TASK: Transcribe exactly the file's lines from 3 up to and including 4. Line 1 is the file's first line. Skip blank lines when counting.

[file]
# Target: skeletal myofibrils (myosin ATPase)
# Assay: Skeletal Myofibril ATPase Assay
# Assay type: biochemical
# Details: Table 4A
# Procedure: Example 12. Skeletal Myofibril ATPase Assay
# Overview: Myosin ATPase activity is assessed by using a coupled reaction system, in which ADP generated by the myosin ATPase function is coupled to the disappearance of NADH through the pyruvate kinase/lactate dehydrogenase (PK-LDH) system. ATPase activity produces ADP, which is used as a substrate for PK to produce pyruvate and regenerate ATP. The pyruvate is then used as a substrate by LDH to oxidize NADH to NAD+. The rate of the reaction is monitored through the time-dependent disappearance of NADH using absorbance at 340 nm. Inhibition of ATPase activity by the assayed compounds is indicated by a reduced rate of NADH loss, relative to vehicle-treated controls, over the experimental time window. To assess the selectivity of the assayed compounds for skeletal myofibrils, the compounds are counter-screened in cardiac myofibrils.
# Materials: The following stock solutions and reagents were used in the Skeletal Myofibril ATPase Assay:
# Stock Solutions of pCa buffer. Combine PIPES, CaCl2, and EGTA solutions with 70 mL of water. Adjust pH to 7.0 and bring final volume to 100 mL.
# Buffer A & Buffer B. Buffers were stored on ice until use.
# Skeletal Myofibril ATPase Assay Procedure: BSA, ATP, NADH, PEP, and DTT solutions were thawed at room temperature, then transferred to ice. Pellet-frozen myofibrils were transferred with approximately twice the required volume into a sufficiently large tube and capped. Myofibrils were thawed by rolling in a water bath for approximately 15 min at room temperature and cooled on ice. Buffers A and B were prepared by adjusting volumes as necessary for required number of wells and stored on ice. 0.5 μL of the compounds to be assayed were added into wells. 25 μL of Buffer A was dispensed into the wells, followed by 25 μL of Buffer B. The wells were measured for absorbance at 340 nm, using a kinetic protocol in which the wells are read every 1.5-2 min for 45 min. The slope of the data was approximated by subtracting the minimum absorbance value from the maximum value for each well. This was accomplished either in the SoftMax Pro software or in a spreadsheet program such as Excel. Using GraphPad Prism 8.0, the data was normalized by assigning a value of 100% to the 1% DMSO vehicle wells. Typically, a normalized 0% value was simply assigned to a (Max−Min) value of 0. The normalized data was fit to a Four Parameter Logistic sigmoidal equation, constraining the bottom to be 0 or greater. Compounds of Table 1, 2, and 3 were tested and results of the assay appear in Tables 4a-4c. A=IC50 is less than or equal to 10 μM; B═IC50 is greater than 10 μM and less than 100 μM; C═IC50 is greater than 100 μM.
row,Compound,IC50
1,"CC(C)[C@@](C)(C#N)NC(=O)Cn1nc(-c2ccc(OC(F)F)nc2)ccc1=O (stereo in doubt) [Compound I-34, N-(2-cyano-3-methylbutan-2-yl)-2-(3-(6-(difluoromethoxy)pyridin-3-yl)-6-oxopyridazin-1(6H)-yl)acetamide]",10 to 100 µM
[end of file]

# Assay type: biochemical
# Details: Table 4A